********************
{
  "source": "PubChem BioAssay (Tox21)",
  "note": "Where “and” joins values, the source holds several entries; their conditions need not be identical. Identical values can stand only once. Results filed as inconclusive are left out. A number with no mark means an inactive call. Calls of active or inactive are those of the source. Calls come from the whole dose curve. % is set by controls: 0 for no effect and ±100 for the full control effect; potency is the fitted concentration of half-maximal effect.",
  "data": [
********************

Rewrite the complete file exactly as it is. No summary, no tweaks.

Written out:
{
  "source": "PubChem BioAssay (Tox21)",
  "note": "Where “and” joins values, the source holds several entries; their conditions need not be identical. Identical values can stand only once. Results filed as inconclusive are left out. A number with no mark means an inactive call. Calls of active or inactive are those of the source. Calls come from the whole dose curve. % is set by controls: 0 for no effect and ±100 for the full control effect; potency is the fitted concentration of half-maximal effect.",
  "data": [